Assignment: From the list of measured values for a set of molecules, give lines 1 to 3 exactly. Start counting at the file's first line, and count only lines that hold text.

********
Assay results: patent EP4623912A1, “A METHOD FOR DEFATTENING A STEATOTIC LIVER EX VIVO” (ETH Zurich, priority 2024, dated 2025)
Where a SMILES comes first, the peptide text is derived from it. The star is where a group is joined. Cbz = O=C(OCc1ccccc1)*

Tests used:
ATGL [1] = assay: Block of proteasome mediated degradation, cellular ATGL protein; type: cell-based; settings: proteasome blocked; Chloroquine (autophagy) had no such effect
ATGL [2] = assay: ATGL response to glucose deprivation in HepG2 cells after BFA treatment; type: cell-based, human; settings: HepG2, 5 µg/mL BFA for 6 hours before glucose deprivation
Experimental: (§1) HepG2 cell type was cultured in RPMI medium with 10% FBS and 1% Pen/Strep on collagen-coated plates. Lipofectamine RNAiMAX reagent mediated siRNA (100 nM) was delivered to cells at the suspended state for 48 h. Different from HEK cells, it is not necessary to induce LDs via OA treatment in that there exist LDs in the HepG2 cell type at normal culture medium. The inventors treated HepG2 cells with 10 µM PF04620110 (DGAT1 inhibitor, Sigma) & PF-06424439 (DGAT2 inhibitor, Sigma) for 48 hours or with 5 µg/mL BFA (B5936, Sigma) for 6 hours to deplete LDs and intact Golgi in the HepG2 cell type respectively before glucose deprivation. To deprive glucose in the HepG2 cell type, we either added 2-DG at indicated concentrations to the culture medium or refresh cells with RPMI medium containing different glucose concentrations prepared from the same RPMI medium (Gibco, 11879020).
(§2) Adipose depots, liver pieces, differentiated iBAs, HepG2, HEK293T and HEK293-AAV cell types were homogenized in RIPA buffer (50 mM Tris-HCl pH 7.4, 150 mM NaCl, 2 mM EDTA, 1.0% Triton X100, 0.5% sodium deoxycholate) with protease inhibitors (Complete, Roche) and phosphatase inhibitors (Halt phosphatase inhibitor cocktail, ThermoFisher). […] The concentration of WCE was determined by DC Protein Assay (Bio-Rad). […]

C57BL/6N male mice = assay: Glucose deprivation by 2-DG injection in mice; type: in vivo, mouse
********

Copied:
Assay results: patent EP4623912A1, “A METHOD FOR DEFATTENING A STEATOTIC LIVER EX VIVO” (ETH Zurich, priority 2024, dated 2025)
Where a SMILES comes first, the peptide text is derived from it. The star is where a group is joined. Cbz = O=C(OCc1ccccc1)*

Tests used: